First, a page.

- Chris Hughes, co-founder of Facebook, says, "I don't have any personal, negative feelings for Mark."
- "I haven't heard from him since" calling for the breakup of Facebook, says Hughes.
- Hughes in a May op-ed in The New York Times became part of a growing list of former Facebook executives voicing concerns.
"I still consider him a friend," Hughes said in a "Squawk Box" interview. "I don't have any personal, negative feelings for Mark."
"The issue is that his power has grown too big because we're not regulating our markets the way that we must," Hughes argued.
In a New York Times op-ed in May, "It's Time to Break Up Facebook," Hughes wrote that Zuckerberg and he last met in the summer of 2017, just months before the Cambridge Analytica data misuse scandal broke. Hughes described spending time with Zuckerberg's wife and daughter, discussing politics, work and family life, and then parting ways.
"I haven't heard from him since" the Times op-ed was published, Hughes told CNBC. "I'm not sure I will."
Zuckerberg and Hughes were college roommates at Harvard University, where they started Facebook in 2004. Hughes left Facebook a few years later to work on Barack Obama's 2008 presidential campaign.
With his op-ed, Hughes joined a growing list of former Facebook executives publicly voicing their concerns about the company.
"The most problematic aspect of Facebook's power is Mark's unilateral control over speech," Hughes wrote in the Times. "There is no precedent for his ability to monitor, organize and even censor the conversations of two billion people."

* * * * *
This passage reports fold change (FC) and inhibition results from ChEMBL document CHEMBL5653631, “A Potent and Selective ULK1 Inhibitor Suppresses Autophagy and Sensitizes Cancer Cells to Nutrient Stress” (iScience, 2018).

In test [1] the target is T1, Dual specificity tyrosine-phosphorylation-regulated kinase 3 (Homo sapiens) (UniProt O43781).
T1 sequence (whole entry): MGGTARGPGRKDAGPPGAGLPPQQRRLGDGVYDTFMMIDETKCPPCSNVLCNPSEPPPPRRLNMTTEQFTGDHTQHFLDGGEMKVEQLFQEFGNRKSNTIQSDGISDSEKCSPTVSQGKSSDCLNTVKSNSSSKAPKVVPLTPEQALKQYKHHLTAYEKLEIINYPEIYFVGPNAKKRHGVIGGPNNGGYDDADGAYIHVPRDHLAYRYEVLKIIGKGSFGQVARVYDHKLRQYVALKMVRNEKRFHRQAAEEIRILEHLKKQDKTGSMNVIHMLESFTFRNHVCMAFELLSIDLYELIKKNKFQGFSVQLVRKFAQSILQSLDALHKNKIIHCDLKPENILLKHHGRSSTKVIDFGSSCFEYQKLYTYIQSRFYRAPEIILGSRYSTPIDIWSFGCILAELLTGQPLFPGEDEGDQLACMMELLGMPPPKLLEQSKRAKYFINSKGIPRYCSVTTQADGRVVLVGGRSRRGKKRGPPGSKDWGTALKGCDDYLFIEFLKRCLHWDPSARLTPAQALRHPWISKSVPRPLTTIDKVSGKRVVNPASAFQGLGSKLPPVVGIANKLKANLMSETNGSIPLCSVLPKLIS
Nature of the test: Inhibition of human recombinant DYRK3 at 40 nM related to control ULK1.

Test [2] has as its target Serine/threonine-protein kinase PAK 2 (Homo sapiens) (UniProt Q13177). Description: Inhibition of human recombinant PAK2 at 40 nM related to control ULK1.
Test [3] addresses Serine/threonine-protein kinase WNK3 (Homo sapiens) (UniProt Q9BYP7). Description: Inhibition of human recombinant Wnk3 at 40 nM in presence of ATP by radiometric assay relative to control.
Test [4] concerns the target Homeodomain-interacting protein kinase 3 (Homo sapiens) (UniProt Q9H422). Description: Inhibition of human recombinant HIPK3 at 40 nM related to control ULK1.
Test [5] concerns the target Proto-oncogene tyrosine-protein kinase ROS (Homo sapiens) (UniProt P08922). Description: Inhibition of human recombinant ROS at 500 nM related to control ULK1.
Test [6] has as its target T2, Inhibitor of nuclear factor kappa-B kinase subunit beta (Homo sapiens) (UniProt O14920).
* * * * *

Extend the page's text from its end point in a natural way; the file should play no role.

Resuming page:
Zuckerberg responded to the Hughes piece in an interview with French broadcaster France 2. "My main reaction is that what he's proposing we do isn't going to do anything to help."
On Monday, Hughes told CNBC he has raised issues to Zuckerberg in the past. "I had talked to him quite a bit about a whole set of issues here."
Hughes said the government needs to separate Facebook from Instagram and WhatsApp — which the social network acquired in 2012 and 2014, respectively. The Federal Trade Commission approved both those deals. "The FTC needs to step back and admit it made a mistake," he argued, adding that a freeze on future acquisitions should also be put in place.
The FTC and Facebook did not immediately respond to requests for comment from CNBC.
Government agencies and politicians on both sides of the aisle are currently looking into Big Tech and anti-competition practices. The FTC has reportedly taken jurisdiction over looking into Facebook and Amazon. The Department of Justice is said to be investigating Google parent company Alphabet and considering a potential probe into Apple.
Hughes said he's spoken privately with "several folks in government" and added they're currently in a "fact-finding stage." It's not just one issue and one company that needs to be fixed, he said.
"I don't think any particular company is perfect here," he said. "They're all too big, and we should think about regulating effectively to create more competition." Some companies may require "behavioral remedies" and some "structural remedies," he added.